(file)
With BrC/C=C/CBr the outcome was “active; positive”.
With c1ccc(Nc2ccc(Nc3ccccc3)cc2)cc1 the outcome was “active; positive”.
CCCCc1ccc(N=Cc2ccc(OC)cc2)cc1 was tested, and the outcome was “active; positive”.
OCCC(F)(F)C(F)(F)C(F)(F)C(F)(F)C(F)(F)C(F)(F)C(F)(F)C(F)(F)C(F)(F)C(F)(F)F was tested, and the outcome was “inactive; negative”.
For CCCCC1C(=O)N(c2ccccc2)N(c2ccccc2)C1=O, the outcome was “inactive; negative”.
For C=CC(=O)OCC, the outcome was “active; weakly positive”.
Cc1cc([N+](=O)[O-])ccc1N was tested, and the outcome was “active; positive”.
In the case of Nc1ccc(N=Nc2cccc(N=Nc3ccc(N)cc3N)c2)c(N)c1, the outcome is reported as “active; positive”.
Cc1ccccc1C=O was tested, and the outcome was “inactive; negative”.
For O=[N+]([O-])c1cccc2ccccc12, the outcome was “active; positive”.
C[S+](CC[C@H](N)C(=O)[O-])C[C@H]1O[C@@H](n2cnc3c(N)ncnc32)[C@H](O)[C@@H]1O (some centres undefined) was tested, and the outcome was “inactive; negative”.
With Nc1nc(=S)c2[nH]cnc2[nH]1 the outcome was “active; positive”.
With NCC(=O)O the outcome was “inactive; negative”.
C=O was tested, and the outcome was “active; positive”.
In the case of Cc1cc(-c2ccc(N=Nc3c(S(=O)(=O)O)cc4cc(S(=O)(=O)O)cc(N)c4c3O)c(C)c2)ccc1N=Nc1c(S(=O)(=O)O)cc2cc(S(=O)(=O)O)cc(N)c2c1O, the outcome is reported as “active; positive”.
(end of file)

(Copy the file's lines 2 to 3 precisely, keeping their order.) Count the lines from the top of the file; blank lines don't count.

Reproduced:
With c1ccc(Nc2ccc(Nc3ccccc3)cc2)cc1 the outcome was “active; positive”.
CCCCc1ccc(N=Cc2ccc(OC)cc2)cc1 was tested, and the outcome was “active; positive”.